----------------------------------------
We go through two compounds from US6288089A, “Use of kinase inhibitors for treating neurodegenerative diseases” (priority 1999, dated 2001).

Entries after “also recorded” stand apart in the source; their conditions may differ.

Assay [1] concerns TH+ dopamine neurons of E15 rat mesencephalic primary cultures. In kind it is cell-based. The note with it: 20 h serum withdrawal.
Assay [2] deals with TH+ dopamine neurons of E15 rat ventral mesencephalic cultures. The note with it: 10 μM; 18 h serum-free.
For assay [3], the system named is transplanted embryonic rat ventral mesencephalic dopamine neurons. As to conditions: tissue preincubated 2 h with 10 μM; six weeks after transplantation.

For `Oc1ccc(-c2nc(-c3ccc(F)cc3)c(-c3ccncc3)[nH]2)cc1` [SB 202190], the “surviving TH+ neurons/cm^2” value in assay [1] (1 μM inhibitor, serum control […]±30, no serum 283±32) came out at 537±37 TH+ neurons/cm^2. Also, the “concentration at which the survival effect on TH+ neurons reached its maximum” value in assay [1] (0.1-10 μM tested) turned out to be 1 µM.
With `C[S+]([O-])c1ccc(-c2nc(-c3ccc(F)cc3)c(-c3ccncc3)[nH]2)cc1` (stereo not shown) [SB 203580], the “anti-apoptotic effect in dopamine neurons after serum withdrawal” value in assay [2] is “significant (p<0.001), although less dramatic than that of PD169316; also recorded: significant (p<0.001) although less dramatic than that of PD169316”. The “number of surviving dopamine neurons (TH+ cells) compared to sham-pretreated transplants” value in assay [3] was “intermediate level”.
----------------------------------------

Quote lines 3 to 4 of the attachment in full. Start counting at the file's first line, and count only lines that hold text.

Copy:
Assay [1] concerns TH+ dopamine neurons of E15 rat mesencephalic primary cultures. In kind it is cell-based. The note with it: 20 h serum withdrawal.
Assay [2] deals with TH+ dopamine neurons of E15 rat ventral mesencephalic cultures. The note with it: 10 μM; 18 h serum-free.